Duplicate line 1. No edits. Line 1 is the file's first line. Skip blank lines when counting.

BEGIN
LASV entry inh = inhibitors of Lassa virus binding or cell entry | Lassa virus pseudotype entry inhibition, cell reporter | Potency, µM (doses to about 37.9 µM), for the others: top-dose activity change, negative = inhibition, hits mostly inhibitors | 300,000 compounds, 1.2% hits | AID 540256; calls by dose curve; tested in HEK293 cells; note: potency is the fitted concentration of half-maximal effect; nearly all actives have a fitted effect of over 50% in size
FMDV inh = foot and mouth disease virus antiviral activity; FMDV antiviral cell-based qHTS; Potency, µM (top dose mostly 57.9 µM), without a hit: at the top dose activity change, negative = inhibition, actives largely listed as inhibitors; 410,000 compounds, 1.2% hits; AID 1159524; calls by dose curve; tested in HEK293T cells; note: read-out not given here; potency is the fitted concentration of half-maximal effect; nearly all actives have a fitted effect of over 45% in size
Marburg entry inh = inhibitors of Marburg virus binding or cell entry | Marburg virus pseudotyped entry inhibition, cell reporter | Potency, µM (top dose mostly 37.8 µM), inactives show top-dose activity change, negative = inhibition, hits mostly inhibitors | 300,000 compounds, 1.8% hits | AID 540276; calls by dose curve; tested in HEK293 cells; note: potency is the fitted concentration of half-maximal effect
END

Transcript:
LASV entry inh = inhibitors of Lassa virus binding or cell entry | Lassa virus pseudotype entry inhibition, cell reporter | Potency, µM (doses to about 37.9 µM), for the others: top-dose activity change, negative = inhibition, hits mostly inhibitors | 300,000 compounds, 1.2% hits | AID 540256; calls by dose curve; tested in HEK293 cells; note: potency is the fitted concentration of half-maximal effect; nearly all actives have a fitted effect of over 50% in size